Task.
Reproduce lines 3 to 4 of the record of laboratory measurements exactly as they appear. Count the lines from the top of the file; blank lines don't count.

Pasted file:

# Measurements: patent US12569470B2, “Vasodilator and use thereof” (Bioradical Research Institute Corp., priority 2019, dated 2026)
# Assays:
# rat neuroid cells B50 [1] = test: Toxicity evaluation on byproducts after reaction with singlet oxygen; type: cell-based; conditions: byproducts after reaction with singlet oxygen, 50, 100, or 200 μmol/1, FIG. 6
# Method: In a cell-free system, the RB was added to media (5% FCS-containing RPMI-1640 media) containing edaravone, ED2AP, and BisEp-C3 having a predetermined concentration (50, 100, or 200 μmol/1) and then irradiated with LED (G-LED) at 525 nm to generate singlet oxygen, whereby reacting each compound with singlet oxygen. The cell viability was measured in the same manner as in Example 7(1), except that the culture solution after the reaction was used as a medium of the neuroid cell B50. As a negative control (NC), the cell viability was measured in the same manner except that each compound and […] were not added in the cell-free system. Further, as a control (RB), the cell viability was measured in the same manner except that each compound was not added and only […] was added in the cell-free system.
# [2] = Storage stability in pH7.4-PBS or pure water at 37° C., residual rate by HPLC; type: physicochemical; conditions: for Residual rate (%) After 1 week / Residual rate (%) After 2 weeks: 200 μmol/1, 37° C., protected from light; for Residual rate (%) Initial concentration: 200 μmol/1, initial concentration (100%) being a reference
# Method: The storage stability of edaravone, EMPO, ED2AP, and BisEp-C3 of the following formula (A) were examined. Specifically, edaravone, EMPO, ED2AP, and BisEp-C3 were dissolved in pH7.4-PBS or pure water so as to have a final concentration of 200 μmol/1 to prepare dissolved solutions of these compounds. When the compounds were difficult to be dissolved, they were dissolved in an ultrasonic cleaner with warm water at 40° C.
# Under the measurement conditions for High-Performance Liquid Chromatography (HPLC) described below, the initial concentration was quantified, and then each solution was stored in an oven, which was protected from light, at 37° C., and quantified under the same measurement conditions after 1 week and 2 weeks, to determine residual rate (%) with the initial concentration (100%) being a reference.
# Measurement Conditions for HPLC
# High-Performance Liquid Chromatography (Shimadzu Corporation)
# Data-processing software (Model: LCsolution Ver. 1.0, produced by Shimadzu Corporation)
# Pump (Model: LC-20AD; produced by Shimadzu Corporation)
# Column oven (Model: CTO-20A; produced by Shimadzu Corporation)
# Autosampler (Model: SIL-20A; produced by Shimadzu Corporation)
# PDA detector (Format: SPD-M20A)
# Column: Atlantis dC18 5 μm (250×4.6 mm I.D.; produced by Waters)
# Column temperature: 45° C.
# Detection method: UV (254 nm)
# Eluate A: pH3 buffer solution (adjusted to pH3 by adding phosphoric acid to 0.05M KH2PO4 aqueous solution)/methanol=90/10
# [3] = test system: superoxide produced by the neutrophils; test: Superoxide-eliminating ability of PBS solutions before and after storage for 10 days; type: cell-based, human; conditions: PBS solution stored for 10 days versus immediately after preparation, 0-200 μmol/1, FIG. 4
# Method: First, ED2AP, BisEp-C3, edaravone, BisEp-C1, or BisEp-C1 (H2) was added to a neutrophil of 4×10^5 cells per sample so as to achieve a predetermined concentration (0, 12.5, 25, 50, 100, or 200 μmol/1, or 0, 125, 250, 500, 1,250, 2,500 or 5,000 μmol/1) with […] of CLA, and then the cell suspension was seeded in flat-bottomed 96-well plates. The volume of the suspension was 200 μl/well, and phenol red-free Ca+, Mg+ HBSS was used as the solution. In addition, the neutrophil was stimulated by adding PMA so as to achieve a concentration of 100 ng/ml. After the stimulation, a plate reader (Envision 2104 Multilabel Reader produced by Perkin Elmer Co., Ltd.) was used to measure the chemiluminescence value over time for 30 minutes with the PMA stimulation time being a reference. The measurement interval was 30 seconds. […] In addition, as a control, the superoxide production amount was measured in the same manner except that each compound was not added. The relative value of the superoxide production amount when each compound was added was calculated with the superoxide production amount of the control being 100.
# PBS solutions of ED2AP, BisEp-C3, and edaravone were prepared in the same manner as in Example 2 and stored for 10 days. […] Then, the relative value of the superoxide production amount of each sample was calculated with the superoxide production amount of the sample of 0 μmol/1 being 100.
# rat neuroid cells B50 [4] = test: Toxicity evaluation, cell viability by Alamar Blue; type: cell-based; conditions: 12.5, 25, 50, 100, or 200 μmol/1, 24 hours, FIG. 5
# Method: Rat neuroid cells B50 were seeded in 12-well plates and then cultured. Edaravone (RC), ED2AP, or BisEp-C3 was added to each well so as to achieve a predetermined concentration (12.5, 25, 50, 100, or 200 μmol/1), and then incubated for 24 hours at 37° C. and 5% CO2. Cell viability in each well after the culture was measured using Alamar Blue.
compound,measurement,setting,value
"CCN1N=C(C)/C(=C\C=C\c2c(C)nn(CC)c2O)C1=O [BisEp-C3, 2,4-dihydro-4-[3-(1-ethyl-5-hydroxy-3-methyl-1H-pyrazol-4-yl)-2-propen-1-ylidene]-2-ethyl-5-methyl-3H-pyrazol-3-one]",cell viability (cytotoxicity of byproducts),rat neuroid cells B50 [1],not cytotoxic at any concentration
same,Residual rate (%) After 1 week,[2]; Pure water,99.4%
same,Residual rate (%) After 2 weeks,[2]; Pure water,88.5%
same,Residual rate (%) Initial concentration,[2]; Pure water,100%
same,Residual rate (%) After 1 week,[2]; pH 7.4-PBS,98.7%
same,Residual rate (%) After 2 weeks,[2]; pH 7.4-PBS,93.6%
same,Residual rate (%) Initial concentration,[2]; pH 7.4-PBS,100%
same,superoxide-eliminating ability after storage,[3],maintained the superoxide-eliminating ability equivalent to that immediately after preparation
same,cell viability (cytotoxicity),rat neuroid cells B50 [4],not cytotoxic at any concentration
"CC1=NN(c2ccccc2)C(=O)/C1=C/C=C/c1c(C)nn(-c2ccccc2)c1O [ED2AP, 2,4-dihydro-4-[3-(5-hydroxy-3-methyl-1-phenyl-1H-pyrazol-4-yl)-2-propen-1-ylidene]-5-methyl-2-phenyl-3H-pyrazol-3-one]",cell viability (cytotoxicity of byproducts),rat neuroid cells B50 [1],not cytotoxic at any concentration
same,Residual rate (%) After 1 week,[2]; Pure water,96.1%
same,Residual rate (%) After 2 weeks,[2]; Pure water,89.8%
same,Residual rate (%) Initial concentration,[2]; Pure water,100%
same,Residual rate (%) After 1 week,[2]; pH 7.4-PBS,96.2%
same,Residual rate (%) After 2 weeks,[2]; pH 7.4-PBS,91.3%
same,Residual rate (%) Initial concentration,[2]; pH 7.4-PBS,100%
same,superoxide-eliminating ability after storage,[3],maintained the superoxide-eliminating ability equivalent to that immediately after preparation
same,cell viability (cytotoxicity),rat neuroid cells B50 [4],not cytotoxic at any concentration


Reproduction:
# rat neuroid cells B50 [1] = test: Toxicity evaluation on byproducts after reaction with singlet oxygen; type: cell-based; conditions: byproducts after reaction with singlet oxygen, 50, 100, or 200 μmol/1, FIG. 6
# Method: In a cell-free system, the RB was added to media (5% FCS-containing RPMI-1640 media) containing edaravone, ED2AP, and BisEp-C3 having a predetermined concentration (50, 100, or 200 μmol/1) and then irradiated with LED (G-LED) at 525 nm to generate singlet oxygen, whereby reacting each compound with singlet oxygen. The cell viability was measured in the same manner as in Example 7(1), except that the culture solution after the reaction was used as a medium of the neuroid cell B50. As a negative control (NC), the cell viability was measured in the same manner except that each compound and […] were not added in the cell-free system. Further, as a control (RB), the cell viability was measured in the same manner except that each compound was not added and only […] was added in the cell-free system.